seeing about things; but sornehow the little
ones were troublesome, baby was cross,
and, worse than all, the fire wouldn’t burn.
She was on her knees in front, blowing it
gently with the bellows.

‘You s’ant have it, I tell you,—you sant,
came from the inner room.

‘I s’all, you are velly untind!’ exclaimed
another little voice. ‘I s’all play with it if
I like, ugly old doll!’

‘’Tisn’t ugly,—slap, slap, sounded from
the room. Then followed a scuffle and a
cry.

Agnes dropped the bellows, and ran to
put a stop to the squabbling. She found
Bobby with his face very red, holding the
wooden doll high above his head, and Lucy
trying with all her little might to pull his
arm down, but Bobby, being the strongest,
held it out of her reach.
26 Truant Harry.

Instead of giving them each a good slap,
as some little girls might do, Agnes went
up to the two, and said very gravely,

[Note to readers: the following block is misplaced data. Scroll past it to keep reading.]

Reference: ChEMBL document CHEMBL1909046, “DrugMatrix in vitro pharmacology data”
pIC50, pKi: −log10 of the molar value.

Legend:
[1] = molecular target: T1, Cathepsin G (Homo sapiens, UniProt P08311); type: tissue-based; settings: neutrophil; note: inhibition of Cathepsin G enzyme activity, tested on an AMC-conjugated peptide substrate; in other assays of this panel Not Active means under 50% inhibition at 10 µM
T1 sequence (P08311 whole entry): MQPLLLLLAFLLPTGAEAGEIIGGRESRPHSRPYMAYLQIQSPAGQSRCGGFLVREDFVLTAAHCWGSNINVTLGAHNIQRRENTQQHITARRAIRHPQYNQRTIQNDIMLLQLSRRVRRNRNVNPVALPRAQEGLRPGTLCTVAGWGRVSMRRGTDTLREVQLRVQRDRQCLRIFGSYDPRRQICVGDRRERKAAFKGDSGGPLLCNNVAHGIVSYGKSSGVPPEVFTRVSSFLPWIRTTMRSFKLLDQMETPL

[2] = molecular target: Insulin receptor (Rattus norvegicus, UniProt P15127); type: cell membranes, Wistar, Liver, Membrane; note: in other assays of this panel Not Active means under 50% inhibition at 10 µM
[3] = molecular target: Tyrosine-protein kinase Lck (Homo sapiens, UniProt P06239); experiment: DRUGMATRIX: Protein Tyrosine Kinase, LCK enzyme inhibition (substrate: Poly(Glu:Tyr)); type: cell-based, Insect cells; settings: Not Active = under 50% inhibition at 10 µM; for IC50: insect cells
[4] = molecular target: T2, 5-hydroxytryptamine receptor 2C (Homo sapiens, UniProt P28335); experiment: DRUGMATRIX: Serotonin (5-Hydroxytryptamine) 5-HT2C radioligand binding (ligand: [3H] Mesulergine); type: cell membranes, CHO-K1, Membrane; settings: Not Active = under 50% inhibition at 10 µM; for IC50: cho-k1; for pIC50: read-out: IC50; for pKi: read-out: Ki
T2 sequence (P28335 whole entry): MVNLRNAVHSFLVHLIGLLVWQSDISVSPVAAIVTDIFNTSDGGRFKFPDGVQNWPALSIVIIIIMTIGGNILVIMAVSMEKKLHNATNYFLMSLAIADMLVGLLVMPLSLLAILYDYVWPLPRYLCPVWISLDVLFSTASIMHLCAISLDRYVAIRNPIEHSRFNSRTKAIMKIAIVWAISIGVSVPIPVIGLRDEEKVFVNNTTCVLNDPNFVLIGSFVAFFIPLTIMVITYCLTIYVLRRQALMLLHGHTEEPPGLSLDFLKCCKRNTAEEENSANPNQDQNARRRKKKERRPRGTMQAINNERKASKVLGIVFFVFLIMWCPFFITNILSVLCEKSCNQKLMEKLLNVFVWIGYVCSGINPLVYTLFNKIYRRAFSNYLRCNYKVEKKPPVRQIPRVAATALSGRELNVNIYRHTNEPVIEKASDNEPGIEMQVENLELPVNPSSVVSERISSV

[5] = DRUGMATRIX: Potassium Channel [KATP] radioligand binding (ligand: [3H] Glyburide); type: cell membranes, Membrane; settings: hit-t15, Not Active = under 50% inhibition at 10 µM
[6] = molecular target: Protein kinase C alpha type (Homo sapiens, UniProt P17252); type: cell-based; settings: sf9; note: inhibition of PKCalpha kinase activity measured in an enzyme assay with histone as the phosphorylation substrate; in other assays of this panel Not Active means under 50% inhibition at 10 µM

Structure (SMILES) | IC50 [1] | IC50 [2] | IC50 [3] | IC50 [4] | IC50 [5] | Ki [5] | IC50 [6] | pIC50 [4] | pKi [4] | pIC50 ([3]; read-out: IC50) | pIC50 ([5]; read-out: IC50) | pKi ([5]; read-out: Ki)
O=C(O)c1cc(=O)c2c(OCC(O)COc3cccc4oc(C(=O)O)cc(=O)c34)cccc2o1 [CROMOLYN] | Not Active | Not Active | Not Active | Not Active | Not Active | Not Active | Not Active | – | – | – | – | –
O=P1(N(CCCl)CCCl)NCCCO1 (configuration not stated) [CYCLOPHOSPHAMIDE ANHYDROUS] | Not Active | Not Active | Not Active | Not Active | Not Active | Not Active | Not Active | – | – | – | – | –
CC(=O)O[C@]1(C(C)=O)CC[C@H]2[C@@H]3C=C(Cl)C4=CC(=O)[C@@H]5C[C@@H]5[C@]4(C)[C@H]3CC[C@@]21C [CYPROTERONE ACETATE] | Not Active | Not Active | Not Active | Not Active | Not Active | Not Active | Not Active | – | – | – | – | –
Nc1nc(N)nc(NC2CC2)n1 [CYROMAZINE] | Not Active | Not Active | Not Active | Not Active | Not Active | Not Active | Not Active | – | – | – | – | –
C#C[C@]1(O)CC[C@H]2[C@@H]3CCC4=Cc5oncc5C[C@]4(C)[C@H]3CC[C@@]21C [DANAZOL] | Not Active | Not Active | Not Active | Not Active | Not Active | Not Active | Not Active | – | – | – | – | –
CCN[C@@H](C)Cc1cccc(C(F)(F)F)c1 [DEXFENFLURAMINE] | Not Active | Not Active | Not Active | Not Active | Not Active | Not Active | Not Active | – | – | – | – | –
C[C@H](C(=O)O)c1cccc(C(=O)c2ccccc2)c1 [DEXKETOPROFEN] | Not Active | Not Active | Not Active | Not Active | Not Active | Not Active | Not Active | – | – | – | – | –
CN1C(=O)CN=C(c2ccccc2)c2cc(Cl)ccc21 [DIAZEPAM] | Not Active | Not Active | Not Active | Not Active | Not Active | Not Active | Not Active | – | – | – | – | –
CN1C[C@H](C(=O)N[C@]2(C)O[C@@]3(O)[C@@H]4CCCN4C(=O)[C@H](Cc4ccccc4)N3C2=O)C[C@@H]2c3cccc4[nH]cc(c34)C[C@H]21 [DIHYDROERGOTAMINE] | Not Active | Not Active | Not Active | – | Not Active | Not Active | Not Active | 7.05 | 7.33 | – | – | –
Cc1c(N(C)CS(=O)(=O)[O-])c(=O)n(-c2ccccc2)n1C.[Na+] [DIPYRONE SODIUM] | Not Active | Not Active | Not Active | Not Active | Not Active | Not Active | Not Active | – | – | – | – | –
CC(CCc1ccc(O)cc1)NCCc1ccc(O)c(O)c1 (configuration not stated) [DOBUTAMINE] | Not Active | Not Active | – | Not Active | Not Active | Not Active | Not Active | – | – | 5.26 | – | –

‘Bobby, I’m ashamed of you for teasing
your sister. Give me her doll directly.
How can you be so unkind!’

“I only wanted to wash its face, the ugly
old thing, ’cos it was all covered with black ;
and then she got into a temper. Take it,
I don’t want it, and he poked it into his
sister’s arm.

Agnes took it away.

‘No, said she, ‘you mustn’t have it until
you are good; and Bobby, you must stay
here alone till breakfast is ready ;’ and taking
Lucy by the hand, she went out of the
bedroom, Lucy with her pinafore up to her
eyes, sobbing loudly because she might not
have her doll.

Agnes let her cry for some time without
taking any notice, but at last, because

she went on so long, she said to her, ‘If
Truant Harry. 27

you go on crying, Lucy, and show so
“much temper, I won’t let you have it all
day ; so you had better dry your eyes and
come and help me.’

Lucy began to think that perhaps it
would be the best thing she could do; so,
slowly wiping the tears from her cheeks,
she came to her sister, who gave her a
piece of bread to toast ; and when breakfast
was ready, both the little ones were good
again.

When it was finished, Agnes washed their
faces and hands, and taking baby in her
arms, off they went to school. Coming
back, she met a girl called Sarah Jenkins,
with her little sister in her arms, and the
two children began to talk.

‘I say, Agnes, by and by, may I come
in with Polly and sit with you a bit?
Father has gone to Compton, and mother’s
at the Hall about some scrubbing, ’cos the

squire and his lady are coming home; and
28 Truant Harry.

the day they come, oh Agnes, we shall have